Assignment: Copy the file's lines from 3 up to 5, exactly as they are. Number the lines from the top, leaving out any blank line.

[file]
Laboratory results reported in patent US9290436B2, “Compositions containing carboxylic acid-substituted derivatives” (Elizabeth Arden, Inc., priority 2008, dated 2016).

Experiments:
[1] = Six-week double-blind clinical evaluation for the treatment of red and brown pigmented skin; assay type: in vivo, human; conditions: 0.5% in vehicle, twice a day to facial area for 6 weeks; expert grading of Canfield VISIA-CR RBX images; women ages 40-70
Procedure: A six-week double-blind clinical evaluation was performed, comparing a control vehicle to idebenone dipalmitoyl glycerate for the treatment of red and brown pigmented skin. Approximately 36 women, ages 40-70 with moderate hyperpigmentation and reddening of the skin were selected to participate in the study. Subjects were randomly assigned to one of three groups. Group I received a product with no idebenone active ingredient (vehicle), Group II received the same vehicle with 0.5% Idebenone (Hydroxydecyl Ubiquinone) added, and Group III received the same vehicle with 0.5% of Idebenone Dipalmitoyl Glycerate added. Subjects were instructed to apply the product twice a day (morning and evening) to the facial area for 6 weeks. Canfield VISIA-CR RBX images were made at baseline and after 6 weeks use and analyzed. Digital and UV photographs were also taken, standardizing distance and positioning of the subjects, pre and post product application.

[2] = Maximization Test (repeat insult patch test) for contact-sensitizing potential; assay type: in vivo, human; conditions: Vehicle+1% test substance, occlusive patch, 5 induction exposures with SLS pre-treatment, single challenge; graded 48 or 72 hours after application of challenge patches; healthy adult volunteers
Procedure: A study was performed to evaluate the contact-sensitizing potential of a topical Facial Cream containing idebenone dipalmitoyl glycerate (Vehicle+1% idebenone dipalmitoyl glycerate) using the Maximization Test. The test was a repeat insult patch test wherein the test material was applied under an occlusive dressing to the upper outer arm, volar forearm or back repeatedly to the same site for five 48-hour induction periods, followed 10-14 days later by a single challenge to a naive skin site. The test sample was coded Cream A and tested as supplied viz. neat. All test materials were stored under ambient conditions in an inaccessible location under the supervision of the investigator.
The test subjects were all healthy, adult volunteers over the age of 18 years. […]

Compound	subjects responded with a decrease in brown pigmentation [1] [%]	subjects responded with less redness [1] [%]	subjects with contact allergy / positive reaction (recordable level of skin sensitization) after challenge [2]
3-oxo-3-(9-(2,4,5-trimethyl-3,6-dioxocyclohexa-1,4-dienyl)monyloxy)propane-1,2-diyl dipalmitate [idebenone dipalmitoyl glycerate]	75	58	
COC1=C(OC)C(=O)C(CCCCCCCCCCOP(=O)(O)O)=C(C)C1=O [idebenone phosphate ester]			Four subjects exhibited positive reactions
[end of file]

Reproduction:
[1] = Six-week double-blind clinical evaluation for the treatment of red and brown pigmented skin; assay type: in vivo, human; conditions: 0.5% in vehicle, twice a day to facial area for 6 weeks; expert grading of Canfield VISIA-CR RBX images; women ages 40-70
Procedure: A six-week double-blind clinical evaluation was performed, comparing a control vehicle to idebenone dipalmitoyl glycerate for the treatment of red and brown pigmented skin. Approximately 36 women, ages 40-70 with moderate hyperpigmentation and reddening of the skin were selected to participate in the study. Subjects were randomly assigned to one of three groups. Group I received a product with no idebenone active ingredient (vehicle), Group II received the same vehicle with 0.5% Idebenone (Hydroxydecyl Ubiquinone) added, and Group III received the same vehicle with 0.5% of Idebenone Dipalmitoyl Glycerate added. Subjects were instructed to apply the product twice a day (morning and evening) to the facial area for 6 weeks. Canfield VISIA-CR RBX images were made at baseline and after 6 weeks use and analyzed. Digital and UV photographs were also taken, standardizing distance and positioning of the subjects, pre and post product application.

[2] = Maximization Test (repeat insult patch test) for contact-sensitizing potential; assay type: in vivo, human; conditions: Vehicle+1% test substance, occlusive patch, 5 induction exposures with SLS pre-treatment, single challenge; graded 48 or 72 hours after application of challenge patches; healthy adult volunteers